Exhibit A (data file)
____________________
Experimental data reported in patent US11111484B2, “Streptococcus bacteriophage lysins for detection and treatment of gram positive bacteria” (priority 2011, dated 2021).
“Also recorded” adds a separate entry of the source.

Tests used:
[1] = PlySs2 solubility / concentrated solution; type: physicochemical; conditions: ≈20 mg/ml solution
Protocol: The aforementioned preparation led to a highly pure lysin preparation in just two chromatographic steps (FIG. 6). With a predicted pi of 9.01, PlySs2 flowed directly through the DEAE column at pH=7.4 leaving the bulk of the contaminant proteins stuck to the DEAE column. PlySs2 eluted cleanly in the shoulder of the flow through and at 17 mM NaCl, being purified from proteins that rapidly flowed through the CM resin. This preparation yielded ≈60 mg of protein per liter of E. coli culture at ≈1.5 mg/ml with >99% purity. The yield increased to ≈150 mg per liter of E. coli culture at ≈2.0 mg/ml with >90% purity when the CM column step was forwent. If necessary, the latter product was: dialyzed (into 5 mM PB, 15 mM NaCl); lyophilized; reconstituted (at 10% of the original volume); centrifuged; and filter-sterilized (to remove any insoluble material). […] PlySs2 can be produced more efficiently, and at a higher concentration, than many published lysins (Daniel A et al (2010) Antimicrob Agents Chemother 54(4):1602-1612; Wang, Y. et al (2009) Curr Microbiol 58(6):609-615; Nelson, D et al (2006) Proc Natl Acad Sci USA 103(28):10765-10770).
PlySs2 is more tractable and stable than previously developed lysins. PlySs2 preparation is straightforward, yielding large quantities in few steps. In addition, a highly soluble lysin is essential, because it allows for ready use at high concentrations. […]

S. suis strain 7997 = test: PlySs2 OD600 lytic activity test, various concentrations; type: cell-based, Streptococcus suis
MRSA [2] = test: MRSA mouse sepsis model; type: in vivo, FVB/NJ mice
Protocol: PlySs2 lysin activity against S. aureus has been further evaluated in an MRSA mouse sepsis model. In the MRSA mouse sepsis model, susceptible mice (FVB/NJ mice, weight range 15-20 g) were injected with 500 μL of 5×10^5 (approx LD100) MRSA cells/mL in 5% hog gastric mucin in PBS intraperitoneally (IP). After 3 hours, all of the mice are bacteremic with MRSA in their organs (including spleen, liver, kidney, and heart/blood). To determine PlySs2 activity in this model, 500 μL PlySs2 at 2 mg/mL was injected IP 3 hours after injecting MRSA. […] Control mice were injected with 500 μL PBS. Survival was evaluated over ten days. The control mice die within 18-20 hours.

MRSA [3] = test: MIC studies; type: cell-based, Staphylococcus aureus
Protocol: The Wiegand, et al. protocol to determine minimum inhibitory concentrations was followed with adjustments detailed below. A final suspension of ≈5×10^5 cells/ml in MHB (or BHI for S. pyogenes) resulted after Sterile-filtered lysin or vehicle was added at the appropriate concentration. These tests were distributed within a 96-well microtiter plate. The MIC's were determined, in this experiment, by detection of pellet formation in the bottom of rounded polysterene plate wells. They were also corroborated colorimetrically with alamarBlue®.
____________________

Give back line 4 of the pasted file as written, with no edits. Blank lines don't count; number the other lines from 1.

[1] = PlySs2 solubility / concentrated solution; type: physicochemical; conditions: ≈20 mg/ml solution